Major proposal on conventional weapons; How Reagan would reduce East-West forces
President Reagan is preparing a major new proposal to reduce troops and conventional, or nonnuclear, weapons in Europe, according to administration officials.
Rounding out a series of arms control proposals, the President is expected to make public his plan for reducing conventional forces in Central Europe during his visit to Bonn next month in an appearance before the West German Bundestag, or parliament.
Talks on mutual reductions between the Western allies and Warsaw Pact nations have been held in Vienna over the past nine years, but they have failed to make much progress. One of the main problems has been what insiders call the data base, or data discrepancy, problem. The Soviet Union has claimed that the opposing forces in Central Europe are roughly equal. The West argues that the Soviets enjoy superiority in troop strength and have been failing to count about 150,000 troops on their side.
Some experts now profess to see signs that the Soviets are willing to be more forthcoming on the data problem. Two months ago, former Secretary of State Cyrus R. Vance said, after talks with Soviet officials, that he detected more flexibility on the part of the Soviets in this area. In an interview with the Voice of America on May 17, Eugene V. Rostow, director of the US Arms Control and Disarmament Agency, said, ''We are ready now in Vienna to make proposals. . . . That I think will show considerable promise for the first time of a breakthrough.''
Mr. Rostow declined further comment, but other officials said that the new Reagan proposal will suggest fusing into one comprehensive package earlier Western proposals for two phases in reductions. In the 1970s, NATO allies had proposed that the first phase result in the withdrawal of 68,000 Soviet troops and 29,000 US troops, as well as some equipment on both sides. The second phase would aim at having allies on both sides reduce their forces in order to reach collective ceilings that would be in rough parity.
The Reagan plan would also aim at equality of conventional forces, and would aim in particular at reducing the risks of surprise attack coming from the Soviet side. Many Western analysts have held that any Warsaw Pact attack on the West would probably take advantage of the Soviets' superiority in tanks and be based on a doctrine of mobility and surprise.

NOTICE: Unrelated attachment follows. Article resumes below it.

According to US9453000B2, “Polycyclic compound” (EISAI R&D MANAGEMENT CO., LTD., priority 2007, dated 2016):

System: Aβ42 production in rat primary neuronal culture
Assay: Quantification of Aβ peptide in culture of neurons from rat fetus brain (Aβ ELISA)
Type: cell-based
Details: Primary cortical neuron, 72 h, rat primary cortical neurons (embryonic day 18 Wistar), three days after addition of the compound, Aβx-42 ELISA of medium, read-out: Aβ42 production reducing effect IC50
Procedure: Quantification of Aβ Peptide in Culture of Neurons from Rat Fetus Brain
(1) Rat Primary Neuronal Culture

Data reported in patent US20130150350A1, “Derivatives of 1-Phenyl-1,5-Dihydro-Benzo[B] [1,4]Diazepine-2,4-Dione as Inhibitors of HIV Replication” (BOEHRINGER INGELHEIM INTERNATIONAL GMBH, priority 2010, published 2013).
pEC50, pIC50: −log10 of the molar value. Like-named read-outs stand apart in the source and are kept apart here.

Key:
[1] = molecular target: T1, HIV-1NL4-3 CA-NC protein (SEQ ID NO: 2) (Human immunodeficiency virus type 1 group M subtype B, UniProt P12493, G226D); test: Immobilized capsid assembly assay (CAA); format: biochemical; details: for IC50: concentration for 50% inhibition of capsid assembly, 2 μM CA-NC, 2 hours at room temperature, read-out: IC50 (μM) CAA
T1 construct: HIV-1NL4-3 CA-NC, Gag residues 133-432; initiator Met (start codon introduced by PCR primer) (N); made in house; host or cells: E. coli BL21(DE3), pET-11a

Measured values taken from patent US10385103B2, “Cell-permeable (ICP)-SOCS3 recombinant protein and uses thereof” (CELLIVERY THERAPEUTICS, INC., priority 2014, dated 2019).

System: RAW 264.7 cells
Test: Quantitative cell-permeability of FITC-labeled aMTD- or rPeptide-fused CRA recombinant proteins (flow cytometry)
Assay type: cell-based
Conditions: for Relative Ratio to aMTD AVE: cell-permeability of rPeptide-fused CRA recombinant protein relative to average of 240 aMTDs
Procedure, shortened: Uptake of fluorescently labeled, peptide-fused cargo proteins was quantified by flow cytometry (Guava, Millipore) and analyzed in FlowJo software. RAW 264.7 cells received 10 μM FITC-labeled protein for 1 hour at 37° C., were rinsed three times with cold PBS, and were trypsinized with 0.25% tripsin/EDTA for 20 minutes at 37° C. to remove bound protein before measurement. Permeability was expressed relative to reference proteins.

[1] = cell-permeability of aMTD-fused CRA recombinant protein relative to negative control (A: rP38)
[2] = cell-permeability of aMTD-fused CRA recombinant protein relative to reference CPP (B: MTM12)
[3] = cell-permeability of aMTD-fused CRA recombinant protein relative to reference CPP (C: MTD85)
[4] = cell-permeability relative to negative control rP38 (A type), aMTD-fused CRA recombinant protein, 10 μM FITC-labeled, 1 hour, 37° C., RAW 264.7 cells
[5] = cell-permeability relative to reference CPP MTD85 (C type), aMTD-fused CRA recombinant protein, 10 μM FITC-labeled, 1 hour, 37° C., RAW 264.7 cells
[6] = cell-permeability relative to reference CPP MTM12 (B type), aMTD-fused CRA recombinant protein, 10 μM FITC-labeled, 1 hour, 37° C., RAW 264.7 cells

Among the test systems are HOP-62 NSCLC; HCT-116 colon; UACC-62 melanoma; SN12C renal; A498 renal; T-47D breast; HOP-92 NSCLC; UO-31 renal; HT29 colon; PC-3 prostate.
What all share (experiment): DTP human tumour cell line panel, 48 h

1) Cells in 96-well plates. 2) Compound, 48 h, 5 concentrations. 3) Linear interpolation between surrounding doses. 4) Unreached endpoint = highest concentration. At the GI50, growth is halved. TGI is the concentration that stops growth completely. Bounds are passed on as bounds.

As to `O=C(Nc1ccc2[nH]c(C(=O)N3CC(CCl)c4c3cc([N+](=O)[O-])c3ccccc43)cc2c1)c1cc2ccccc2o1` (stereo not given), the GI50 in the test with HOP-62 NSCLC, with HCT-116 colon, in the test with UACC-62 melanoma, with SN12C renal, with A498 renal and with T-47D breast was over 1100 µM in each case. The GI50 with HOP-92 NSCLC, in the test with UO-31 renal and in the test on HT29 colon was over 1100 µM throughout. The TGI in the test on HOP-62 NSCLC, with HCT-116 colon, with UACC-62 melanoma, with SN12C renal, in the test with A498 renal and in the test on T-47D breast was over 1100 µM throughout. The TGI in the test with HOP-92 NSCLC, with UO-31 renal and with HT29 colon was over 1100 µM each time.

In his Nov. 18 speech last year dealing with middle-range nuclear weapons, Mr. Reagan touched on this problem. He declared that the defense needs of the Soviet Union ''hardly call for maintaining more combat divisions in East Germany today than were in the whole Allied invasion force that landed in Normandy on D-Day'' and said that he had already pointed out to Soviet President Leonid I. Brezhnev that to maintain peace, ''We must reduce the risks of surprise attack and the chance of war arising out of uncertainty or miscalculation.'' Reagan said that he was renewing a US proposal for an international conference that would reduce these dangers.
State Department officials see several advantages to the idea of fusing the previous proposal for two phases in reductions. To start with, the new proposal would have the advantage of simplicity, an official said, and thus ought to gain more understanding from the American and West European publics. This, in turn, the official said, might create more pressure on the Soviets to negotiate. And it might also help to focus public attention on the data problem, which, officials say, is still the main impediment to progress.
''The starting point for all this is the question of data,'' the official said. ''The Soviets, we think, got themselves into a box on this. . . . Perhaps we can recast, or redefine, the issue and help them get out of that box.''
President Reagan has already made two major arms control proposals, dealing first with medium-range nuclear arms and second with strategic nuclear weapons. By rounding his series of proposals out with new ideas on conventional forces in Europe, officials think that he will help to defuse the antinuclear movement in both the US and Western Europe. By making Bonn the launching pad for those new ideas, he might also help to defuse demonstrations directed against him during his tour of Western Europe.